Further, Jason Todd's death was significant because it gave Bruce Wayne an added layer or guilt & caution that he carried through his books since that point. To bring him back not only waters down that emotional impact, it is thematically unnecessary. It is a gimmick that wasn't even executed in a decent way.

    If the "Countdown" books & spinoffs reach a level of cohesion & quality that such a company-spanning crossover deserves, I will be the first in line to jump up and down and say how wonderful it is. Deal?

    As for my views on the GL crab-mask and seemingly the opinions of the rest of the comic-loving community -- alas, we will have to agree to disagree. :-(

  17. Wow, Bizzle - defensive much? Of course you have the right to expose your son to whatever you wish, but that doesn't stop me from thinking that it might be inappropriate. Alas, we shall have to disagree on this.

    And I really have no idea what point you're trying to make with the 100 Bullets "throwaway line" thing. I'm not talking about something that is set up years in advance that finally comes to fruition as part of a larger, planned pattern. I'm talking about something random that is used to justify a mistake: namely the use of a deus ex machina to ex post facto justify continuity errors (as in Hypertime). I'm also talking about a magic wand waving something into existence (as in punching the universe) which is out of place in an ostensibly serious and realistic setting.

    And I disagree that we are examining a genre in a light that it was *never* meant to be examined in. The way the Batman comics are written now is quite clear that it's supposed to be a grittier, more grown up universe now than it was in the 1950s or 1960s. For over 20 years people have been trying to say that comics aren't just for kids, that they are tackling sophisticated, adult themes, despite the costumes. Batman is one of those comics, so the addition of such an element like Superboy punching the universe doesn't sit well within that context at all. As I said in my earlier post, context is everything, and to just dismiss this as "Well, it's just the funny books, roll with it" is over simplistic. Nobody's saying that there shouldn't be fantastical elements or that comic book logic doesn't always make sense. It's just that this explanation makes even less sense given the context. We can argue further about the thematic necessity of bringing Jason back.

    If this is indeed the cheap and lazy era of comics, shouldn't we be complaining about it? So we are.

    (By way of answering Rob: Green Arrow's return wasn't just a Parallax waves a magic wand, either. Not that it was a great story, but at least it went into greater depth than a one-liner explanation, having to do with a soulless version of Ollie running around and the soul of Ollie having to come back from the afterlife. But that's a whole other discussion.)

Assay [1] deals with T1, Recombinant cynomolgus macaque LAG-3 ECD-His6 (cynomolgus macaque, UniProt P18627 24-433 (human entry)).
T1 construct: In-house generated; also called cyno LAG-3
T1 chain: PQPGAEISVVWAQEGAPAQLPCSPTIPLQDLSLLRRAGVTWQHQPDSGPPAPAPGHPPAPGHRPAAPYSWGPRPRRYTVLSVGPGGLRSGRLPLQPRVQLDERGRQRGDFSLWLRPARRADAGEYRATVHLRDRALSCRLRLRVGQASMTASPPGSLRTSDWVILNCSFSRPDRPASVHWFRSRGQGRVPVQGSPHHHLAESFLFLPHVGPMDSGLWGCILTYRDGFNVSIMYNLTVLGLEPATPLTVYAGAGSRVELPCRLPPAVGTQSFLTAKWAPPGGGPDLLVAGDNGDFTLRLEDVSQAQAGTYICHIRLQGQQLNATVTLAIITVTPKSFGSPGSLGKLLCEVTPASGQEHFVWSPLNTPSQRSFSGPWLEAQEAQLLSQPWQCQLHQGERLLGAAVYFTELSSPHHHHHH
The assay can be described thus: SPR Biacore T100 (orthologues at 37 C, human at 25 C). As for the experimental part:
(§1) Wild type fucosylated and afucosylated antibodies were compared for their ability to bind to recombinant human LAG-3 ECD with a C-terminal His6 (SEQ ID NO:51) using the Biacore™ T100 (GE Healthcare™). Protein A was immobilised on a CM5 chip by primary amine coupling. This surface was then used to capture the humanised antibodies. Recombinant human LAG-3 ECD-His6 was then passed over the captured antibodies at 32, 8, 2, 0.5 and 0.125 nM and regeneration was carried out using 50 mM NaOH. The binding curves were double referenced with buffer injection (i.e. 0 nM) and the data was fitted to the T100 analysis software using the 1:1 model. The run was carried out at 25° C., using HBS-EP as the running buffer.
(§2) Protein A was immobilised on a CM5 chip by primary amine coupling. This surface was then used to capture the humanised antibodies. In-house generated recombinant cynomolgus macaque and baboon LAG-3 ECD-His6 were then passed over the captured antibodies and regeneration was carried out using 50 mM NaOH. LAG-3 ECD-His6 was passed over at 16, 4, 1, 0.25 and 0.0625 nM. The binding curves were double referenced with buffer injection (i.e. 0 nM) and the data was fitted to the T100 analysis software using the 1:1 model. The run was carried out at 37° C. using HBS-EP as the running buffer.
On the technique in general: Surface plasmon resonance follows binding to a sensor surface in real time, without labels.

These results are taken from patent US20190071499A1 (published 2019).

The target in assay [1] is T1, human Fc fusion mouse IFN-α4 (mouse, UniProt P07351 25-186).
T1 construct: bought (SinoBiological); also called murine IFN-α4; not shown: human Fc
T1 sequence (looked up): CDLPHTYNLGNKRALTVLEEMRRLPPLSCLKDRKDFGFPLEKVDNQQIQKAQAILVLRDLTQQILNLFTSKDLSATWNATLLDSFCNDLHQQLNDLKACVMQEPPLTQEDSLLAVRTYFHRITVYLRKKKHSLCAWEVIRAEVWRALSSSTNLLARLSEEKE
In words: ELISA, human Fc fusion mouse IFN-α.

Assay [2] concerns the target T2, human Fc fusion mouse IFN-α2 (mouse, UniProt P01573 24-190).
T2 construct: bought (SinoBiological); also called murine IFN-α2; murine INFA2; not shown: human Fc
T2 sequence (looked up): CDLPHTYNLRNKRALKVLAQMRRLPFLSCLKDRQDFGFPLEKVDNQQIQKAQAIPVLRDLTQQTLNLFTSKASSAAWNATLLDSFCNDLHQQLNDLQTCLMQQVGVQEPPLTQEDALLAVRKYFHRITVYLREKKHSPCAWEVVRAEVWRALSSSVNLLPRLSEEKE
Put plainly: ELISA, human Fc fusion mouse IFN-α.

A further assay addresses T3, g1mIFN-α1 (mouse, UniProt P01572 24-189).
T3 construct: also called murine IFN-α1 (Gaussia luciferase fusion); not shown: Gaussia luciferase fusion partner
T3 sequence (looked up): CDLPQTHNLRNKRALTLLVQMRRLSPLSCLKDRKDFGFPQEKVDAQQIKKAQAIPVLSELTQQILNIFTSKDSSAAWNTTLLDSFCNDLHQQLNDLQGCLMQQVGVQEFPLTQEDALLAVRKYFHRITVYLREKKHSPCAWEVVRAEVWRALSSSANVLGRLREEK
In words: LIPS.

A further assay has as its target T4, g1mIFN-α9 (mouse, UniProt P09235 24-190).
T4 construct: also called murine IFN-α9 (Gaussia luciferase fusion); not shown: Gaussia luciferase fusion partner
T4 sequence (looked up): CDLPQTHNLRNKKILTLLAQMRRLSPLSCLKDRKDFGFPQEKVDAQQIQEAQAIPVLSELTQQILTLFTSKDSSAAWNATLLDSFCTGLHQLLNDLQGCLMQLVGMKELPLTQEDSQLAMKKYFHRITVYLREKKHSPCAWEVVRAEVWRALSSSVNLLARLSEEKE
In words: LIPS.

18. Thanks, Terrence.

    I've actually read the GA story, but it was fairly complicated and quite a few years ago, now -- to the point where what I mostly remember was "he was gone, now he's back, and it's thanks to Green Lantern saving a tiny piece of him or something". Which stretches credulity a bit, but Green Lantern is an established character in the GA mythos, and is pretty much fair game to pin something like his resurrection on.

    Superboy Prime, on the other hand... oy friggin' vey.

  19. Long time reader, first time caller.

    I thought OS's article was entirely fair comment and quite restrained compared to the online comics criticism that reacts to comics as if the writer/artist personally killed a member of the reader's family.

    Countdown has published nearly 20 issues and each storyline has progressed about as much as two normal comics would. The Search for Ray Palmer storyline in particular seemed to just be clocking time until the mini-series.

    And while I did (as a jerky late teen) vote for Jason Todd to die, I'm not demanding my money back. Still I think a Superboy punch is a worse fit into a Batman storyline than even Moon Maid was to the Dick Tracy strip. I think Jason's better left dead, but as others have said, Countdown is a waste of any storytelling potential that could come from his resurrection and transformation into a villain/anti-hero.

    Also, while Mary Marvel's current treatment may be very representative of how DC portrays women, I'm not sure it's a positive example.


  20. As far as #1 goes: not all Nancy Grace of you at all, though now that you've put the idea in my head...
    I would LOVE to see Nancy Grace worked up into a self-righteous lather over a comics continuity issue like this. Someone who does a decent impression of her should put something along these lines up on YouTube.